If you don’t have a kid in public school, and the last time you attended one yourself was the 1980’s (like me) or earlier, you’re scratching your head about how it is that our schools have declined so much – graduating less and less students – even though spending keeps going up. At an average of $10,000 a year, we spend more money per student than every other country in the world (except Luxembourg). In New York, it’s double that. Teachers earn on average $55,000 per year with summers off. While less than other professions that require a Master’s Degree, that’s 10% more than the U.S. median household income.
Despite more and more spending on education, U.S. proficiency in math, science and reading lags far behind the rest of the industrialized world. 25 of the 34 large industrialized nations have higher high school graduation rates than the U.S. How do we compete in this global economy when we rank #13 in sending our kids to college?
Let’s face it – if our public school system were a sprocket company trying to compete with the rest of the sprocket companies around the world, they would’ve gone out of business a long time ago. Those that run the company would’ve been fired by the shareholders instead of allowed to spend their money year after year producing less than mediocre products no one wants to buy. We’re all shareholders in our public education system, so, why should we treat the teaching profession any differently?
Lack of Competition Breeds Complacency
School reformer, Albert Shanker once said that “public schools had fallen into the same trap as the U.S. auto industry of old, thinking quality didn’t matter because it had a largely captive audience for its products. It’s time to admit that public education operates like a planned economy, a bureaucratic system in which everybody’s role is spelled out in advance and there are few incentives for innovation and productivity. It’s no surprise that our school system doesn’t improve; it more resembles the communist economy than our own economy.” – Mission Possible: How the Secrets of the Success Academies Can Work in any School.
Mission Possible is co-authored by Eva Moskowitz, the Founder and CEO of the Success Academy Charter Schools featured in The Lottery and Waiting for Superman, and Arin Lavinia, the designer and developer of the THINK literacy program being implemented in the Success Academies. The book outlines how to bring innovation and results to any school, be it public, charter, private or home school. The key is focusing on the adults, not the kids.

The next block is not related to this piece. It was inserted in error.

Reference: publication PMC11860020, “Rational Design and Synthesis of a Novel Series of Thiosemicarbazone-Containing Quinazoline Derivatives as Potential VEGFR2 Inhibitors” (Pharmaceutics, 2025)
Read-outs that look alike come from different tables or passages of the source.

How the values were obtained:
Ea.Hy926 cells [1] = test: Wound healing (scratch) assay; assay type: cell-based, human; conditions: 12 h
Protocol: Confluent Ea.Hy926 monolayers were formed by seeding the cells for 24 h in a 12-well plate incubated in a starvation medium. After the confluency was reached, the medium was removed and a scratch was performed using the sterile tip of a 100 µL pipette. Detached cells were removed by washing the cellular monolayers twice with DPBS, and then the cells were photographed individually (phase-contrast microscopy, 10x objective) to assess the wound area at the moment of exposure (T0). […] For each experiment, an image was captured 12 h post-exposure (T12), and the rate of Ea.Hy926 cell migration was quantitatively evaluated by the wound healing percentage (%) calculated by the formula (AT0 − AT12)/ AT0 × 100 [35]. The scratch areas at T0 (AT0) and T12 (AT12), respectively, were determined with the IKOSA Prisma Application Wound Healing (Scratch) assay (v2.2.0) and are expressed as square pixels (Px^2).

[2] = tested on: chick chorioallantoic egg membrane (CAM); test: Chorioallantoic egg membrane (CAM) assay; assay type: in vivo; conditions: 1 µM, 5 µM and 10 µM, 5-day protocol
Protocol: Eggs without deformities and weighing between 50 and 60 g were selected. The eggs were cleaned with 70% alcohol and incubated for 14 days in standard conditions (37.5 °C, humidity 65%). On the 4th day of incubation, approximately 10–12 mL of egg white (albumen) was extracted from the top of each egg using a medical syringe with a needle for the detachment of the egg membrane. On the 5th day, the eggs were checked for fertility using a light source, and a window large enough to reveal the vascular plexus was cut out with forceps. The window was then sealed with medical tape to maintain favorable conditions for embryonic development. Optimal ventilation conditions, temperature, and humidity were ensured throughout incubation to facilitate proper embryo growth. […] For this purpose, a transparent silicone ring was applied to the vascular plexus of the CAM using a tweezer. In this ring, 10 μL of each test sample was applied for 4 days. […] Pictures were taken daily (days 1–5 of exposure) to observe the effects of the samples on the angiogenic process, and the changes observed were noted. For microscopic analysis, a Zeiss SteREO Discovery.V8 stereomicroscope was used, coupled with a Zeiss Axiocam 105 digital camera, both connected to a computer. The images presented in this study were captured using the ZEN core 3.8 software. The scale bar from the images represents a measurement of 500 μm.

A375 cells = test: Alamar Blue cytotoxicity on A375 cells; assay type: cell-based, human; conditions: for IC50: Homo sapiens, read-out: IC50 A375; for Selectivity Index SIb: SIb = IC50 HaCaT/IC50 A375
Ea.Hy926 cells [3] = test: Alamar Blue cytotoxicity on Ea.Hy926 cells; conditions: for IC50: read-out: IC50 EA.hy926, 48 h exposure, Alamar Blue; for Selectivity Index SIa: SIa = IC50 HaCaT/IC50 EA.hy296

“With highly effective, well-trained principals and teachers, kids will soak up knowledge and ace even the toughest of tests.” – Mission Possible.
At a Harlem school that admits kids by random lottery, giving preference to kids attending a failed school or whose native language isn’t English, The Success Academies have proven it. They’ve emerged as the top schools in New York City and the state in just three years by investing a tremendous amount of time and resources into training their teachers and principals, and supporting their growth.
Raise the Bar
After hearing many horror stories from friends about their schools, I certainly have not been looking forward to experiencing the public education system firsthand once my daughter, Reagan, starts Kindergarten in a couple weeks. Instead of being excited for her to start her educational journey, I’ve been filled with worry about the type of education she will get. With good reason. We live in Aurora: the worst school district in Colorado. After reading Mission Possible, I feel better prepared for how to make sure the level of instruction in Reagan’s classroom is raising the bar for her and her classmates. In fact, I plan to share the book with our new school principal.
Win a Copy of Mission Possible
Win a copy of Mission Possible to read yourself and/or share with your child’s teacher or principal. Alongside the book is a DVD of real-life learning situations. At the end of each chapter is a summary of takeaways for teachers, principals, parents and reformers, making it useful for everyone.
Disclosure: I was compensated for this post. All opinions expressed are my own.